Friday, May 1, 2015
Book Review: The Pharaoh's Daughter by Mesu Andrews
“You will be called Anippe, daughter of the Nile. Do you like it?” Without waiting for a reply, she pulls me into her squishy, round tummy for a hug.
I’m trying not to cry. Pharaoh’s daughters don’t cry.
When we make our way down the tiled hall, I try to stop at ummi Kiya’s chamber. I know her spirit has flown yet I long for one more moment. Amenia pushes me past so I keep walking and don’t look back.
Like the waters of the Nile, I will flow.
Anippe has grown up in the shadows of Egypt’s good god Pharaoh, aware that Anubis, god of the afterlife, may take her or her siblings at any moment. She watched him snatch her mother and infant brother during childbirth, a moment which awakens in her a terrible dread of ever bearing a child. Now she is to be become the bride of Sebak, a kind but quick-tempered Captain of Pharaoh Tut’s army. In order to provide Sebak the heir he deserves and yet protect herself from the underworld gods, Anippe must launch a series of deceptions, even involving the Hebrew midwives—women ordered by Tut to drown the sons of their own people in the Nile.
When she finds a baby floating in a basket on the great river, Anippe believes Egypt’s gods have answered her pleas, entrenching her more deeply in deception and placing her and her son Mehy, whom handmaiden Miriam calls Moses, in mortal danger.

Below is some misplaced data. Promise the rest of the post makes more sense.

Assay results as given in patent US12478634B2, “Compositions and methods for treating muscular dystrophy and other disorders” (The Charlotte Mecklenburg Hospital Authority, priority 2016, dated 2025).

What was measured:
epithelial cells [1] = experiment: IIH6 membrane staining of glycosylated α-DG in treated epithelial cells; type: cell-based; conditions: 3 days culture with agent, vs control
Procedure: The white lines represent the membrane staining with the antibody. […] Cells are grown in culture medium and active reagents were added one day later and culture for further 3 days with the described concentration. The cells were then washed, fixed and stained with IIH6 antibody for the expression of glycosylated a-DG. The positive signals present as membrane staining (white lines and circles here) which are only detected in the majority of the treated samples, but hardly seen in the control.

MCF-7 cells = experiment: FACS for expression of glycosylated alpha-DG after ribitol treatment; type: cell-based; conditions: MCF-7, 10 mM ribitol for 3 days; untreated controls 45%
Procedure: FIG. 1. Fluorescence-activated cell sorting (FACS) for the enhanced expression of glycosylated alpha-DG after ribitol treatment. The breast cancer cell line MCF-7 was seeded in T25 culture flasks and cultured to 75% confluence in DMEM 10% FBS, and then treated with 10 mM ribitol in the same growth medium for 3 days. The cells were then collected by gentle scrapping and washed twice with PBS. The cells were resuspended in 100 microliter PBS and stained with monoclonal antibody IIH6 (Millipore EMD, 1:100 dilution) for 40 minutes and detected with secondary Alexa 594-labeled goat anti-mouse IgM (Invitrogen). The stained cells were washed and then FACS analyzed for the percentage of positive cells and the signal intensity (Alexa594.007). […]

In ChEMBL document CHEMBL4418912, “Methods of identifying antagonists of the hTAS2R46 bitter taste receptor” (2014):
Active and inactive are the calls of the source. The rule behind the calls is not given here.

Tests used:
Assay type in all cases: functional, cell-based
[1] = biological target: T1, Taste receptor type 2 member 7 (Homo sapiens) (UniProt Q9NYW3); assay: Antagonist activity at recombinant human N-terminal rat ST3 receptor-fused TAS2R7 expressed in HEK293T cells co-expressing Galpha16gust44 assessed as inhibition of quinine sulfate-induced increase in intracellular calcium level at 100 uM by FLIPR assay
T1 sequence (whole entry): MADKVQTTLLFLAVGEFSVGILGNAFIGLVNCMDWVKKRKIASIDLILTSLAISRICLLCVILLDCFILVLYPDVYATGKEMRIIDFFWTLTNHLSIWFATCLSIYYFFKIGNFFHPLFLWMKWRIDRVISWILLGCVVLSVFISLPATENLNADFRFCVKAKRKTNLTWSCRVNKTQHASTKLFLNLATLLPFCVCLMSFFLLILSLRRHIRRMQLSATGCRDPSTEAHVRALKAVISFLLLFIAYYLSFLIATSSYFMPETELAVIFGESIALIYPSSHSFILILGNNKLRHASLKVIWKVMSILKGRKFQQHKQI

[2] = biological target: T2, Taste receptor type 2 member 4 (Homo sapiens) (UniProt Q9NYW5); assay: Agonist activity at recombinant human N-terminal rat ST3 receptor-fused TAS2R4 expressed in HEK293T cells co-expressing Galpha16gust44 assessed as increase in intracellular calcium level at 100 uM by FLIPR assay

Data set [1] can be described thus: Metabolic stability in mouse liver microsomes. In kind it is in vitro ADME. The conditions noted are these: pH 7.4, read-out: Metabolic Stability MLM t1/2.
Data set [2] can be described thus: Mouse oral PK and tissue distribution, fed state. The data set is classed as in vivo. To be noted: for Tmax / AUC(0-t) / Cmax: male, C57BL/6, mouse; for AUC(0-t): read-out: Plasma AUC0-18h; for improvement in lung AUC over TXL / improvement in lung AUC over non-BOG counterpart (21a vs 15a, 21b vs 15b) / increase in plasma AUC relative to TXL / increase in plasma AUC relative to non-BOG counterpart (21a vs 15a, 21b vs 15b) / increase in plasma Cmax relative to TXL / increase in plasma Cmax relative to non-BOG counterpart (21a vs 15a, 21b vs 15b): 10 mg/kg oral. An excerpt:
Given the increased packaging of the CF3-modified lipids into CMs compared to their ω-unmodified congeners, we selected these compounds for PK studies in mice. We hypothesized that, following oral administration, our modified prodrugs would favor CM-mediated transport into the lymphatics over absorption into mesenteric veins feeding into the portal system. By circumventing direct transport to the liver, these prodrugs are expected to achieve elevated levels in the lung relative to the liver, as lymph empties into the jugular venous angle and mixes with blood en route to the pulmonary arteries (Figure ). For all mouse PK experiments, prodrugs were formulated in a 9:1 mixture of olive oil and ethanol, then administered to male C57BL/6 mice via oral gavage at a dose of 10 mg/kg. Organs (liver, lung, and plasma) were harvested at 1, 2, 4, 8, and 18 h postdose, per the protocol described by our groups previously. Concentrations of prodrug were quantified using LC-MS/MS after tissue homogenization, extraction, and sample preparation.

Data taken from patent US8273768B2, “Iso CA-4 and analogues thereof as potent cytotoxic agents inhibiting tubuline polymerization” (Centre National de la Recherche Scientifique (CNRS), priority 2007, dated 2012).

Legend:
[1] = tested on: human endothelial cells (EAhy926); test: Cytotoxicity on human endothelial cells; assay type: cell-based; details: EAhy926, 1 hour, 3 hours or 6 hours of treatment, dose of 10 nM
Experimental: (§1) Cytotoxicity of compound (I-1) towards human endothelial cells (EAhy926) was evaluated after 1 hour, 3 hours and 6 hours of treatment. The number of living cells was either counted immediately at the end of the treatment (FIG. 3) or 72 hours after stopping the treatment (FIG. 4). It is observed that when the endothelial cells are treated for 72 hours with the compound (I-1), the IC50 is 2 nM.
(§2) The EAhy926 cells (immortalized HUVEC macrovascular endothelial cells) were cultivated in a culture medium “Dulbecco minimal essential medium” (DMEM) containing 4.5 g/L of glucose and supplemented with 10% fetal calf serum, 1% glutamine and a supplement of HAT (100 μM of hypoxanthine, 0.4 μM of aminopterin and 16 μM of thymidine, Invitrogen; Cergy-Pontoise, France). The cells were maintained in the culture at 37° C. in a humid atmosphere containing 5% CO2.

As bloodshed and savage politics shift the balance of power in Egypt, the gods reveal their fickle natures and Anippe wonders if her son, a boy of Hebrew blood, could one day become king. Or does the god of her Hebrew servants, the one they call El Shaddai, have a different plan—for them all?
This book was amazing! It pulled me in from the beginning. I've only read one other book that's based in Ancient Egypt, so it was interesting to read another one. I love how the author wove the the characters together. It was something I never thought of that Tut could have been Pharaoh at the time of baby Moses and he was the one that ordered that the baby Hebrew boys be killed.
Anippe was one of those main characters that's very vulnerable, but she was strong when she needed to be. Her story was incredible. She saved Moses because she was afraid of bearing her own children and she had to go to great lengths to make sure no one everyone figured out that he was not her child.
As in the movies, Moses was just a Prince and not really doing anything important with his time. But I think books are much more accurate than movies. Moses was literally trained to be Pharoah one day.
I think is very historically accurate. I never really thought a lot about what really happened to Moses and his adopted mother. It is fiction, but something like this might have happened.
Nothing for me!
I loved this book! It was well written and the story was compelling. I would definitely recommend it! I cannot wait to read book two!